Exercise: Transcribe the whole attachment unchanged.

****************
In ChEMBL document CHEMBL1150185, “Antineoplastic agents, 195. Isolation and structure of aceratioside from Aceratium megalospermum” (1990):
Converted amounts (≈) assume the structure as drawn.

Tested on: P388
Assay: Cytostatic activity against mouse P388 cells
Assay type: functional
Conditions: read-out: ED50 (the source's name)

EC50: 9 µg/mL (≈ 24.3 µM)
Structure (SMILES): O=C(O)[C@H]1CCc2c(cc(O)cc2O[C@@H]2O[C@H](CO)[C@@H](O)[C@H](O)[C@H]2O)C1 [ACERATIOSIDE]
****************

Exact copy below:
In ChEMBL document CHEMBL1150185, “Antineoplastic agents, 195. Isolation and structure of aceratioside from Aceratium megalospermum” (1990):
Converted amounts (≈) assume the structure as drawn.

Tested on: P388
Assay: Cytostatic activity against mouse P388 cells
Assay type: functional
Conditions: read-out: ED50 (the source's name)

EC50: 9 µg/mL (≈ 24.3 µM)
Structure (SMILES): O=C(O)[C@H]1CCc2c(cc(O)cc2O[C@@H]2O[C@H](CO)[C@@H](O)[C@H](O)[C@H]2O)C1 [ACERATIOSIDE]